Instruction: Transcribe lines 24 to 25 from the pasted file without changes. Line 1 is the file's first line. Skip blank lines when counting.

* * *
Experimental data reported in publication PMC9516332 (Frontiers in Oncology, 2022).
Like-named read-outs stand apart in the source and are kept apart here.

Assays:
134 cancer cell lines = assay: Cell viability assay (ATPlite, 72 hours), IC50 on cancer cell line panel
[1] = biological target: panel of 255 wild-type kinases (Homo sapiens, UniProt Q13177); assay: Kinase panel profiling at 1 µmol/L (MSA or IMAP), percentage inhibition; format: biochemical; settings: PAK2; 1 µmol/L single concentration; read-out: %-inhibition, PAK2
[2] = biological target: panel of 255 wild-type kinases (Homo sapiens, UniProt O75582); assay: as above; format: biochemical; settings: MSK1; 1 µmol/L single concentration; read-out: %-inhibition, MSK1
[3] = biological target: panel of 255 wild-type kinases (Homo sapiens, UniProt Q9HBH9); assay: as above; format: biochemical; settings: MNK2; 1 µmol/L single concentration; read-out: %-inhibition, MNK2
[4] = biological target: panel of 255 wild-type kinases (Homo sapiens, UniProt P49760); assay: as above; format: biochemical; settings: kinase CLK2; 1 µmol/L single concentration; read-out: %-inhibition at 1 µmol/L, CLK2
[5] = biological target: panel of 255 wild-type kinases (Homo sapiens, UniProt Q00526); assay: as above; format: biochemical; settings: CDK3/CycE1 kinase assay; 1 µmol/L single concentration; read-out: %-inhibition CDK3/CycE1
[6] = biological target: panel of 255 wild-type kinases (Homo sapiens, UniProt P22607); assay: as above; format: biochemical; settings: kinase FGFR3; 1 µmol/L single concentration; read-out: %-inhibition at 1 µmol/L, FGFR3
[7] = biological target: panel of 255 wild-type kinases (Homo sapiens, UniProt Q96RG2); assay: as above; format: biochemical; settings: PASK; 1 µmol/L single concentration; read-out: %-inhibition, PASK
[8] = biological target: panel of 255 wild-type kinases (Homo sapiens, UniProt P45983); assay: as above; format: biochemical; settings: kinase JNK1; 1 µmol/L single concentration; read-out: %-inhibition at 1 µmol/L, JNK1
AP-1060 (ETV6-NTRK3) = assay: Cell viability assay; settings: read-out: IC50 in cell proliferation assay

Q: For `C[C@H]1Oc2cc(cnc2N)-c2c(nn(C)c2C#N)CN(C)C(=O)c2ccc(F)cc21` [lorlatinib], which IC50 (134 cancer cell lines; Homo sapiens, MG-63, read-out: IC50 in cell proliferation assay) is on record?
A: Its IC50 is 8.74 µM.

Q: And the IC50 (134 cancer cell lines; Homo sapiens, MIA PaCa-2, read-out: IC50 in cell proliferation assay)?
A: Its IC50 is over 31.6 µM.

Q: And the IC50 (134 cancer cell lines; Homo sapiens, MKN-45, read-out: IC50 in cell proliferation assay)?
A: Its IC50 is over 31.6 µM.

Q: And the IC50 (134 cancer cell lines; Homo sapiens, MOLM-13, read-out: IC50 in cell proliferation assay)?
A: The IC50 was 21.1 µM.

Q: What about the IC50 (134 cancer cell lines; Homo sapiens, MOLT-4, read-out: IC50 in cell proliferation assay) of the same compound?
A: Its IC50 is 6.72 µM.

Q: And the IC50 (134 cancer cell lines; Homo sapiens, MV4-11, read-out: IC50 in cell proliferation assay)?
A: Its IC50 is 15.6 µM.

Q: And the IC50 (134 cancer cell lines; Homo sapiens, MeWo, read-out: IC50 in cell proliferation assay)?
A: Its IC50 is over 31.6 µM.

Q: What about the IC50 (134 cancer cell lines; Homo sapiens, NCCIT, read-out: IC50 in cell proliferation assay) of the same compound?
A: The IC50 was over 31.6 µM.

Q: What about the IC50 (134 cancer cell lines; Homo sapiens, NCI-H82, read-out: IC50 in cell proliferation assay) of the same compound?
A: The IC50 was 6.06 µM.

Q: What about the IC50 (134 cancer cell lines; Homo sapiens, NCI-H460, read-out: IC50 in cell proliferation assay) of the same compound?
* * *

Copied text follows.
Q: And the IC50 (134 cancer cell lines; Homo sapiens, MV4-11, read-out: IC50 in cell proliferation assay)?
A: Its IC50 is 15.6 µM.